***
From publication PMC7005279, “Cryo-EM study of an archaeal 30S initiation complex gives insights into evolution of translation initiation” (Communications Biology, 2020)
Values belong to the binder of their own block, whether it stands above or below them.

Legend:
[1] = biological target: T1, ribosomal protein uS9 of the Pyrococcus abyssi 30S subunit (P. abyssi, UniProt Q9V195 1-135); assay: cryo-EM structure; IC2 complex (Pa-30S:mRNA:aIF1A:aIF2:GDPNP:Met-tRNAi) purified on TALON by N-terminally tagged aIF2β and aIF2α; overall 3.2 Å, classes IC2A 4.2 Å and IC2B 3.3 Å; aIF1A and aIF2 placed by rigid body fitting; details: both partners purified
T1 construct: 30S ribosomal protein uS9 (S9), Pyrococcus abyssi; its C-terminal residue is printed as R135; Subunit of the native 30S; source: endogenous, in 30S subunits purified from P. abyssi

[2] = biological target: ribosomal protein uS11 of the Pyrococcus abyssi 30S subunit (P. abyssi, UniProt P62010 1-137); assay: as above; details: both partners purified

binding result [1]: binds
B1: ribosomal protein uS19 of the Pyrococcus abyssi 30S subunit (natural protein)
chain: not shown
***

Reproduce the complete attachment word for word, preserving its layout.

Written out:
From publication PMC7005279, “Cryo-EM study of an archaeal 30S initiation complex gives insights into evolution of translation initiation” (Communications Biology, 2020)
Values belong to the binder of their own block, whether it stands above or below them.

Legend:
[1] = biological target: T1, ribosomal protein uS9 of the Pyrococcus abyssi 30S subunit (P. abyssi, UniProt Q9V195 1-135); assay: cryo-EM structure; IC2 complex (Pa-30S:mRNA:aIF1A:aIF2:GDPNP:Met-tRNAi) purified on TALON by N-terminally tagged aIF2β and aIF2α; overall 3.2 Å, classes IC2A 4.2 Å and IC2B 3.3 Å; aIF1A and aIF2 placed by rigid body fitting; details: both partners purified
T1 construct: 30S ribosomal protein uS9 (S9), Pyrococcus abyssi; its C-terminal residue is printed as R135; Subunit of the native 30S; source: endogenous, in 30S subunits purified from P. abyssi

[2] = biological target: ribosomal protein uS11 of the Pyrococcus abyssi 30S subunit (P. abyssi, UniProt P62010 1-137); assay: as above; details: both partners purified

binding result [1]: binds
B1: ribosomal protein uS19 of the Pyrococcus abyssi 30S subunit (natural protein)
chain: not shown